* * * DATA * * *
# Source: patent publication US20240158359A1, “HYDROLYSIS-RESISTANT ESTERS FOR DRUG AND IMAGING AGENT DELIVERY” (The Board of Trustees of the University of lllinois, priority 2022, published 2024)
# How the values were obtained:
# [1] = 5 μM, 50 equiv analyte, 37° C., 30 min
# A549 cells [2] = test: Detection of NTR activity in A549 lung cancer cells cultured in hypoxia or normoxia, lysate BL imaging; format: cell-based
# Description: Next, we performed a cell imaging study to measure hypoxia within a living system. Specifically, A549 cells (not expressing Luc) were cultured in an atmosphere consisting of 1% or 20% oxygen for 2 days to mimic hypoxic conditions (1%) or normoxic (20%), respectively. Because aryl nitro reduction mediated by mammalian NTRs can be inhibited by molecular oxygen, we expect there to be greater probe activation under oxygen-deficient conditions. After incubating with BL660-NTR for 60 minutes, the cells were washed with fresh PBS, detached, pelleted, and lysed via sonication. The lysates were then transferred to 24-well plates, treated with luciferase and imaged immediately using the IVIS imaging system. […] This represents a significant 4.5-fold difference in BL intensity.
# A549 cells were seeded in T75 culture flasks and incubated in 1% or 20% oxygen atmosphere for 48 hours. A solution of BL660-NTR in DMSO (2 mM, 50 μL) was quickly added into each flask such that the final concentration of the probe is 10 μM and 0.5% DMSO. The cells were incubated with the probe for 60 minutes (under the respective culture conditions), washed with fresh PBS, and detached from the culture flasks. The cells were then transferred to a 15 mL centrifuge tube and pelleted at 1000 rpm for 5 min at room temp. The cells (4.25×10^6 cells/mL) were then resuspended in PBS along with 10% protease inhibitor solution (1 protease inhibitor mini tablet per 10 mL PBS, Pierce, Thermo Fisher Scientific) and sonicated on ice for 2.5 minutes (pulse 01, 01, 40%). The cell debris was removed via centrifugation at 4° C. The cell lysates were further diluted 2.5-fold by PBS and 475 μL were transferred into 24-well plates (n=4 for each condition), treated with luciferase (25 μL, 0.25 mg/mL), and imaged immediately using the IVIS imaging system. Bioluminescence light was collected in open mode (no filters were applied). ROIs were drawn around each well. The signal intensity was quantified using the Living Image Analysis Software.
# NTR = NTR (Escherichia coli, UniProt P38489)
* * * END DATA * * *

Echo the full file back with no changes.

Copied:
# Source: patent publication US20240158359A1, “HYDROLYSIS-RESISTANT ESTERS FOR DRUG AND IMAGING AGENT DELIVERY” (The Board of Trustees of the University of lllinois, priority 2022, published 2024)
# How the values were obtained:
# [1] = 5 μM, 50 equiv analyte, 37° C., 30 min
# A549 cells [2] = test: Detection of NTR activity in A549 lung cancer cells cultured in hypoxia or normoxia, lysate BL imaging; format: cell-based
# Description: Next, we performed a cell imaging study to measure hypoxia within a living system. Specifically, A549 cells (not expressing Luc) were cultured in an atmosphere consisting of 1% or 20% oxygen for 2 days to mimic hypoxic conditions (1%) or normoxic (20%), respectively. Because aryl nitro reduction mediated by mammalian NTRs can be inhibited by molecular oxygen, we expect there to be greater probe activation under oxygen-deficient conditions. After incubating with BL660-NTR for 60 minutes, the cells were washed with fresh PBS, detached, pelleted, and lysed via sonication. The lysates were then transferred to 24-well plates, treated with luciferase and imaged immediately using the IVIS imaging system. […] This represents a significant 4.5-fold difference in BL intensity.
# A549 cells were seeded in T75 culture flasks and incubated in 1% or 20% oxygen atmosphere for 48 hours. A solution of BL660-NTR in DMSO (2 mM, 50 μL) was quickly added into each flask such that the final concentration of the probe is 10 μM and 0.5% DMSO. The cells were incubated with the probe for 60 minutes (under the respective culture conditions), washed with fresh PBS, and detached from the culture flasks. The cells were then transferred to a 15 mL centrifuge tube and pelleted at 1000 rpm for 5 min at room temp. The cells (4.25×10^6 cells/mL) were then resuspended in PBS along with 10% protease inhibitor solution (1 protease inhibitor mini tablet per 10 mL PBS, Pierce, Thermo Fisher Scientific) and sonicated on ice for 2.5 minutes (pulse 01, 01, 40%). The cell debris was removed via centrifugation at 4° C. The cell lysates were further diluted 2.5-fold by PBS and 475 μL were transferred into 24-well plates (n=4 for each condition), treated with luciferase (25 μL, 0.25 mg/mL), and imaged immediately using the IVIS imaging system. Bioluminescence light was collected in open mode (no filters were applied). ROIs were drawn around each well. The signal intensity was quantified using the Living Image Analysis Software.
# NTR = NTR (Escherichia coli, UniProt P38489)